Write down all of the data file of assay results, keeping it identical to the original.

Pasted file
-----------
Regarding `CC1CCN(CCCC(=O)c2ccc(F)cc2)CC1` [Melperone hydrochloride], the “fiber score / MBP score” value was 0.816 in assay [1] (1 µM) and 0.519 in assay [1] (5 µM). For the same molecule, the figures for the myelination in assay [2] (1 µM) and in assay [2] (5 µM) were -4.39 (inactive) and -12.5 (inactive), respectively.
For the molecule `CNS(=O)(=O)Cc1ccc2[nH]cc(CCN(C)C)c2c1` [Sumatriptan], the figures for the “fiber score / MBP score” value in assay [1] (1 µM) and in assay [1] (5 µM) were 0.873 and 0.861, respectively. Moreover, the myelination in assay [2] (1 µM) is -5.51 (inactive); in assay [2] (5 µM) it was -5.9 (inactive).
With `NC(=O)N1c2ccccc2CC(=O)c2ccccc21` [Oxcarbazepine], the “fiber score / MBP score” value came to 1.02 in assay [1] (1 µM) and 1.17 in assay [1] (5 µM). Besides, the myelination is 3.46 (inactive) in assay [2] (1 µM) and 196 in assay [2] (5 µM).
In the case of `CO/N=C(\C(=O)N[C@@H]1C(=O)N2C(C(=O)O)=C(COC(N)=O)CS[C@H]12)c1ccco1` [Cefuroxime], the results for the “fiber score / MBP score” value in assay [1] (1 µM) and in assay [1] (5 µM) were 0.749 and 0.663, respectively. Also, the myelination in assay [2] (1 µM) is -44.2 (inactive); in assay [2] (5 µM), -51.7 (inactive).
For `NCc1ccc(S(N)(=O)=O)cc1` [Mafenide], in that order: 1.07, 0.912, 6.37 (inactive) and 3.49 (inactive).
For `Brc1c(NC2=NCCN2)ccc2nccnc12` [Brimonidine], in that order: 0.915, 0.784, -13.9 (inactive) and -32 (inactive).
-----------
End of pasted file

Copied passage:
Regarding `CC1CCN(CCCC(=O)c2ccc(F)cc2)CC1` [Melperone hydrochloride], the “fiber score / MBP score” value was 0.816 in assay [1] (1 µM) and 0.519 in assay [1] (5 µM). For the same molecule, the figures for the myelination in assay [2] (1 µM) and in assay [2] (5 µM) were -4.39 (inactive) and -12.5 (inactive), respectively.
For the molecule `CNS(=O)(=O)Cc1ccc2[nH]cc(CCN(C)C)c2c1` [Sumatriptan], the figures for the “fiber score / MBP score” value in assay [1] (1 µM) and in assay [1] (5 µM) were 0.873 and 0.861, respectively. Moreover, the myelination in assay [2] (1 µM) is -5.51 (inactive); in assay [2] (5 µM) it was -5.9 (inactive).
With `NC(=O)N1c2ccccc2CC(=O)c2ccccc21` [Oxcarbazepine], the “fiber score / MBP score” value came to 1.02 in assay [1] (1 µM) and 1.17 in assay [1] (5 µM). Besides, the myelination is 3.46 (inactive) in assay [2] (1 µM) and 196 in assay [2] (5 µM).
In the case of `CO/N=C(\C(=O)N[C@@H]1C(=O)N2C(C(=O)O)=C(COC(N)=O)CS[C@H]12)c1ccco1` [Cefuroxime], the results for the “fiber score / MBP score” value in assay [1] (1 µM) and in assay [1] (5 µM) were 0.749 and 0.663, respectively. Also, the myelination in assay [2] (1 µM) is -44.2 (inactive); in assay [2] (5 µM), -51.7 (inactive).
For `NCc1ccc(S(N)(=O)=O)cc1` [Mafenide], in that order: 1.07, 0.912, 6.37 (inactive) and 3.49 (inactive).
For `Brc1c(NC2=NCCN2)ccc2nccnc12` [Brimonidine], in that order: 0.915, 0.784, -13.9 (inactive) and -32 (inactive).